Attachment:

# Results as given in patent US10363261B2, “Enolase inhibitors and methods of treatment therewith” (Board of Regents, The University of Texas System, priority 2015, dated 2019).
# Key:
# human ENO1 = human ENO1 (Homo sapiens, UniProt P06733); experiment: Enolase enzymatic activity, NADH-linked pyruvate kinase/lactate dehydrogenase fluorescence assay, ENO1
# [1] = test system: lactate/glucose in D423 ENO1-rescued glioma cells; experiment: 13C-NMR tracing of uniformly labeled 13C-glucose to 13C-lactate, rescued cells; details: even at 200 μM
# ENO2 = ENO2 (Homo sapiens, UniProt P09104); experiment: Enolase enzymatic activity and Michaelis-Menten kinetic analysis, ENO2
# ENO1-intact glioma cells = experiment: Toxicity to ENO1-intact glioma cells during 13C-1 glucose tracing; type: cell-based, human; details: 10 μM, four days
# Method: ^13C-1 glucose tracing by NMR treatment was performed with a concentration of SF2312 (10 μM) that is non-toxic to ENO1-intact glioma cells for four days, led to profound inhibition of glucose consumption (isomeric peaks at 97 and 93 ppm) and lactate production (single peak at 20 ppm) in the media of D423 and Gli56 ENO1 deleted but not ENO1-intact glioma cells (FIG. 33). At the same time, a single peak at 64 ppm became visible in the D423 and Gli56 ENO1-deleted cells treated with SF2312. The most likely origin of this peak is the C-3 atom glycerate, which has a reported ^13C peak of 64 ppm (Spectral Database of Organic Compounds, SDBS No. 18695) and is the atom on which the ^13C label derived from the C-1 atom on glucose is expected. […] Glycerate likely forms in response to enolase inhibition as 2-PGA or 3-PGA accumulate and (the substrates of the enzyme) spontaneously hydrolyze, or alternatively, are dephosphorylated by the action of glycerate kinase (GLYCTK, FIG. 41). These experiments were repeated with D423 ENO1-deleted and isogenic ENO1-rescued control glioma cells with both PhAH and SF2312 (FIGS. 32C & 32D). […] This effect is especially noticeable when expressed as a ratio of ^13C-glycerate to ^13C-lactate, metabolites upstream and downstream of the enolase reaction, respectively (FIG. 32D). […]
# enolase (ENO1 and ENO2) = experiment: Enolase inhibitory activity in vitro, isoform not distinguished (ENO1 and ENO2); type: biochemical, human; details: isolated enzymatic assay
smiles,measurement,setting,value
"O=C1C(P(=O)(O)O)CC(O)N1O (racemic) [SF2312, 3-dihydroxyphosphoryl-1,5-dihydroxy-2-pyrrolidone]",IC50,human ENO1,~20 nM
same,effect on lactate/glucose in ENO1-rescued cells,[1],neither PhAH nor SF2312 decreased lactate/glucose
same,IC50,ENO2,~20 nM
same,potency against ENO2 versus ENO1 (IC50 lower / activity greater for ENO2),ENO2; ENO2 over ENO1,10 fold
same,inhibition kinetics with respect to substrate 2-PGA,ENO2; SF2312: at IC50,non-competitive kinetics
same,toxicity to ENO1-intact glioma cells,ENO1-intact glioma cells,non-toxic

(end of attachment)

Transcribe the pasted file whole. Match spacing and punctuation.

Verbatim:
# Results as given in patent US10363261B2, “Enolase inhibitors and methods of treatment therewith” (Board of Regents, The University of Texas System, priority 2015, dated 2019).
# Key:
# human ENO1 = human ENO1 (Homo sapiens, UniProt P06733); experiment: Enolase enzymatic activity, NADH-linked pyruvate kinase/lactate dehydrogenase fluorescence assay, ENO1
# [1] = test system: lactate/glucose in D423 ENO1-rescued glioma cells; experiment: 13C-NMR tracing of uniformly labeled 13C-glucose to 13C-lactate, rescued cells; details: even at 200 μM
# ENO2 = ENO2 (Homo sapiens, UniProt P09104); experiment: Enolase enzymatic activity and Michaelis-Menten kinetic analysis, ENO2
# ENO1-intact glioma cells = experiment: Toxicity to ENO1-intact glioma cells during 13C-1 glucose tracing; type: cell-based, human; details: 10 μM, four days
# Method: ^13C-1 glucose tracing by NMR treatment was performed with a concentration of SF2312 (10 μM) that is non-toxic to ENO1-intact glioma cells for four days, led to profound inhibition of glucose consumption (isomeric peaks at 97 and 93 ppm) and lactate production (single peak at 20 ppm) in the media of D423 and Gli56 ENO1 deleted but not ENO1-intact glioma cells (FIG. 33). At the same time, a single peak at 64 ppm became visible in the D423 and Gli56 ENO1-deleted cells treated with SF2312. The most likely origin of this peak is the C-3 atom glycerate, which has a reported ^13C peak of 64 ppm (Spectral Database of Organic Compounds, SDBS No. 18695) and is the atom on which the ^13C label derived from the C-1 atom on glucose is expected. […] Glycerate likely forms in response to enolase inhibition as 2-PGA or 3-PGA accumulate and (the substrates of the enzyme) spontaneously hydrolyze, or alternatively, are dephosphorylated by the action of glycerate kinase (GLYCTK, FIG. 41). These experiments were repeated with D423 ENO1-deleted and isogenic ENO1-rescued control glioma cells with both PhAH and SF2312 (FIGS. 32C & 32D). […] This effect is especially noticeable when expressed as a ratio of ^13C-glycerate to ^13C-lactate, metabolites upstream and downstream of the enolase reaction, respectively (FIG. 32D). […]
# enolase (ENO1 and ENO2) = experiment: Enolase inhibitory activity in vitro, isoform not distinguished (ENO1 and ENO2); type: biochemical, human; details: isolated enzymatic assay
smiles,measurement,setting,value
"O=C1C(P(=O)(O)O)CC(O)N1O (racemic) [SF2312, 3-dihydroxyphosphoryl-1,5-dihydroxy-2-pyrrolidone]",IC50,human ENO1,~20 nM
same,effect on lactate/glucose in ENO1-rescued cells,[1],neither PhAH nor SF2312 decreased lactate/glucose
same,IC50,ENO2,~20 nM
same,potency against ENO2 versus ENO1 (IC50 lower / activity greater for ENO2),ENO2; ENO2 over ENO1,10 fold
same,inhibition kinetics with respect to substrate 2-PGA,ENO2; SF2312: at IC50,non-competitive kinetics
same,toxicity to ENO1-intact glioma cells,ENO1-intact glioma cells,non-toxic